## Theme: Emergent Behavior

• Behavior of a complex composition of simple behaviors

• Examples so far in this course:

• State-Space search: simple individual search steps combine to reach a global goal

• Machine Learning: combination of simple features are interpreted to accurately make a complex decision

• Neural Nets: combination of simple perceptrons makes sophisticated decisions

• Genetic Algorithms: Interaction of simple genomes produces complex answer

• Arguably the only road to AI

## Ensembles

• An ensemble is a collection of like things

• We are interested in emergent behavior of ensembles

• Inspiration is often drawn from biology

• Beehives

• Bird flocks, fish schools

• Ant colonies

## Ant Colony

• You want a short path through a maze

• Put a bunch of ants at the entrance and food at the exit

• Watch the ants wander through the space

• At first, they seem to be moving fairly randomly

• Over time, they form into lines. Why?

• When an ant finds food, it starts back down the line the other way

• The ants' path will become optimized for retrieving food

## Pheromones

• Ants deposit pheromones (smelly stuff) as they move

• Ants follow "pheromone trails" somewhat

• Pheromones decay slowly over time

• More pheromones are released while an ant is leaving a food source

• Net effect: frequently traversed stretches of trail are reinforced

## Ant Colony Optimization

• You want a short path through a maze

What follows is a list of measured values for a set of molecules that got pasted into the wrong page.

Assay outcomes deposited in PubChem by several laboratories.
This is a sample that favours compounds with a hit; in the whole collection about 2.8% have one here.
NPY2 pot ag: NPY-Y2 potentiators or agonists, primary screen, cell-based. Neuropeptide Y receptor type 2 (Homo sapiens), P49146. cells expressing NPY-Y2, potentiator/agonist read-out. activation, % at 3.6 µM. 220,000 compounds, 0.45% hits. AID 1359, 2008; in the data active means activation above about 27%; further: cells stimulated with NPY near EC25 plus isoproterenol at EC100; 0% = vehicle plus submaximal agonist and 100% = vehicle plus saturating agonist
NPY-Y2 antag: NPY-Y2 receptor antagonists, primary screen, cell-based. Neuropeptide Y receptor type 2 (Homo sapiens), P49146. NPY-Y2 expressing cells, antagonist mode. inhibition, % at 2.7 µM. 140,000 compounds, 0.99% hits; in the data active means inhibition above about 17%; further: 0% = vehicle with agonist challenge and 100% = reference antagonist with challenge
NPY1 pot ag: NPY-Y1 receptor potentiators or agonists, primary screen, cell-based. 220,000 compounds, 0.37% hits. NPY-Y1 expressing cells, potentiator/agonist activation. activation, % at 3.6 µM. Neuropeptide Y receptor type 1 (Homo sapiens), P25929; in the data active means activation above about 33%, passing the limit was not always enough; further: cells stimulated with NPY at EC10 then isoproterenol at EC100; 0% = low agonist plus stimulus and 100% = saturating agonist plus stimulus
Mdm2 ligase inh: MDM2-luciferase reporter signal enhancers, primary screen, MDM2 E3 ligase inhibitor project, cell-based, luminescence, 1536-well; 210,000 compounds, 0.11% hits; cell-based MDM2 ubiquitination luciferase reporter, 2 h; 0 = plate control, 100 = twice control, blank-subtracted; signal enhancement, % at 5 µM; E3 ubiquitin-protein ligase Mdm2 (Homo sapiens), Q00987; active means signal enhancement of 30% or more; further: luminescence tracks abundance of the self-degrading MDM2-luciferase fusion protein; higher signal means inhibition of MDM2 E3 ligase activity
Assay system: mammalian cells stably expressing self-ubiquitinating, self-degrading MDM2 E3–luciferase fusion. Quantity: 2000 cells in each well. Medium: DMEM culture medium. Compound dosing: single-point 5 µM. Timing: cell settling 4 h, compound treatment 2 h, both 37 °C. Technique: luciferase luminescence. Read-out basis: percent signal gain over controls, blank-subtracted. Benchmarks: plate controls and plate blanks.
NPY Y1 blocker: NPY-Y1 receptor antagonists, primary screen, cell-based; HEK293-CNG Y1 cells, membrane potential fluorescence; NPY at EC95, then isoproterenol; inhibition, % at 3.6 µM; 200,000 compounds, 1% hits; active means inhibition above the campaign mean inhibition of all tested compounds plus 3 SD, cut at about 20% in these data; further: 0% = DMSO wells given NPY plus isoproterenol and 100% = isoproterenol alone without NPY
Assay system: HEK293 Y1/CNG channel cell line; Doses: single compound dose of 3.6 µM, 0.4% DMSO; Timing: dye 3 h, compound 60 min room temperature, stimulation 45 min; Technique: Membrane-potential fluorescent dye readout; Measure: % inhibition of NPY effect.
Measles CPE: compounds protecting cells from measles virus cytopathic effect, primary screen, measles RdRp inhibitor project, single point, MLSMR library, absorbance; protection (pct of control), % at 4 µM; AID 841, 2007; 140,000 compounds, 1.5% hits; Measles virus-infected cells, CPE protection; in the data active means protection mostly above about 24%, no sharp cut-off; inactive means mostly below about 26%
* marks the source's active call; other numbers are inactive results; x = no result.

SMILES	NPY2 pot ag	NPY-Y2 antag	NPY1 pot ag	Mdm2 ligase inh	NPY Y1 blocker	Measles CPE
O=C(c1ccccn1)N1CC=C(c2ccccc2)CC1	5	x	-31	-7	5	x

• Quite literal: move "ants" across a map, depositing pheromone trails and decaying pheromones

• After some running time, grab the strongest pheromone path

• http://github.com/pdx-cs-ai/sim-ant

## Ensembles of Learners

• Idea: Given an ensemble of weak machine learners, use some kind of weighted voting to make a stronger overall learner

• This only makes sense if there is some independence between the learners: method, source data, results

• A boosting algorithm is used to combine the learners

• An effective boosting algorithm

• Adjusts both weights of individual learners and weights of errors on individual instances passed to the learners

• Outline of training pseudocode (textbook p. 751)

w[x] ← 1 for all instances
create z[L]
for each learner L
E ← 0
for each incorrectly classified L(x)
E += w[x]
for each correctly classified L(x)
w[x] *= E / (1 - E)
normalize w
z[L] ← log (1 - E) / E
return z

• To classify an instance x, choose the class c that maximizes

sum[L in learners] (z[L] (L(x) = c))